Mon, Jan 23, 2017 at noon:
Decline of cash assistance and child well-being, Luke Shaefer
Spencer, M. S., E. C. Kieffer, B. R. Sinco, G. Palmisano, J. R. Guzman, Sherman James, G. Graddy-Dansby, J. T. Feathers, and Michele Heisler. 2006. "Diabetes-specific emotional distress among African Americans and Hispanics with type 2 diabetes." Journal of Health Care for the Poor and Underserved, 17(2): 88-105.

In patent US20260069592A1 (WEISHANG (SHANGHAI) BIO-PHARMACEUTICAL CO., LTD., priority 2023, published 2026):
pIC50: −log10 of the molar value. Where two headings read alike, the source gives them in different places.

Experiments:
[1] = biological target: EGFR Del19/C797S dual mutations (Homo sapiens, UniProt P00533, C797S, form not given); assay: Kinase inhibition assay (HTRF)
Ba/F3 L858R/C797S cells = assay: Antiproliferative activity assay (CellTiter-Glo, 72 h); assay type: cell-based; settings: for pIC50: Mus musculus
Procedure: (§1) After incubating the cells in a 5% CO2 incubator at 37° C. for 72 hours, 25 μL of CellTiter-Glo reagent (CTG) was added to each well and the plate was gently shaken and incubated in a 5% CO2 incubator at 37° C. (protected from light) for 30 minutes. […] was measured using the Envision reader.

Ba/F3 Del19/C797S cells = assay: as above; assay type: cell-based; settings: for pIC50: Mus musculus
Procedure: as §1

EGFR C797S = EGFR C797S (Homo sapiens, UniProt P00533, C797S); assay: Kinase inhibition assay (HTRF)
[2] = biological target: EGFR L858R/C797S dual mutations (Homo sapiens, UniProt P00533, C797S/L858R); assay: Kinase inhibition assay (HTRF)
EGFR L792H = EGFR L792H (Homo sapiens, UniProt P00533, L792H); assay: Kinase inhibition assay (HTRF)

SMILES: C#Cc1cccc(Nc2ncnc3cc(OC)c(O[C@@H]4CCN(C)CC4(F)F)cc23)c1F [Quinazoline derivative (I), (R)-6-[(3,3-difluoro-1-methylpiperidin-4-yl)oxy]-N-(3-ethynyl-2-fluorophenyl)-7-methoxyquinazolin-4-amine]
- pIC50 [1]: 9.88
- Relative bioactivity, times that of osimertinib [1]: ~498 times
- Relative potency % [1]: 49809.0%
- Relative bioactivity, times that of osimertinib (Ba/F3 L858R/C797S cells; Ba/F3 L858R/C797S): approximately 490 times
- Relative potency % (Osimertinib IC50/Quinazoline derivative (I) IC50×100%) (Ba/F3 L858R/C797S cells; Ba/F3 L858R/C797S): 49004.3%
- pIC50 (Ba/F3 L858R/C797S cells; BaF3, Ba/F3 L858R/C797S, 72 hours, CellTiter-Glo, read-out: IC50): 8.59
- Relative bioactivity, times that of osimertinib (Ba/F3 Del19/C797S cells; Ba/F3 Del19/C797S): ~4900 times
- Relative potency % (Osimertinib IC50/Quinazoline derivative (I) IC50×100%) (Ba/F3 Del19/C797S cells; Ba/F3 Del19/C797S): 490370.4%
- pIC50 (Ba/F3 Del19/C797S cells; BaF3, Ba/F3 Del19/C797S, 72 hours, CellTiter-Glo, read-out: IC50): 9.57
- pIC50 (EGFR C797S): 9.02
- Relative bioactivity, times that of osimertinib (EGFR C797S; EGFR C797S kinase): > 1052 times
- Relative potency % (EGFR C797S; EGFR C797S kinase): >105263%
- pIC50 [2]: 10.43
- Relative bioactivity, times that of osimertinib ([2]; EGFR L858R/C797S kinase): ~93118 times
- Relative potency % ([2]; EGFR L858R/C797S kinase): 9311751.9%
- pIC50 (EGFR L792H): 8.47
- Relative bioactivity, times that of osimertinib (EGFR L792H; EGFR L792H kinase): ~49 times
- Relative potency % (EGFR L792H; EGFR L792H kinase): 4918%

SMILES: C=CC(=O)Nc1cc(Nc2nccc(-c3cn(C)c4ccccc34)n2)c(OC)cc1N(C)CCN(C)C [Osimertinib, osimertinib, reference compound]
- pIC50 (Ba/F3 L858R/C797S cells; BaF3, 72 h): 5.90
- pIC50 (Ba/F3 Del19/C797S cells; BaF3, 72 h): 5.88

This study examines baseline levels and correlates of diabetes-related emotional distress among inner-city African Americans and Hispanics with type 2 diabetes. The Problem Areas in Diabetes (PAID) scale, which measures diabetes-related emotional distress, was administered to 180 African American and Hispanic adults participating in the REACH Detroit Partnership. We examined bivariate and multivariate associations between emotional distress and biological, psychosocial, and quality of health care variables for African Americans and Hispanics. Scores were significantly higher among Hispanics than African Americans. Demographic factors were stronger predictors of emotional distress for Hispanics than for African Americans. Daily hassles, physician support, and perceived seriousness and understanding of diabetes were significant for African Americans. Understanding the personal, family and community context of living with diabetes and conducting interventions that provide support and coping strategies for self-management have important implications for reducing health disparities among disadvantaged racial and ethnic groups.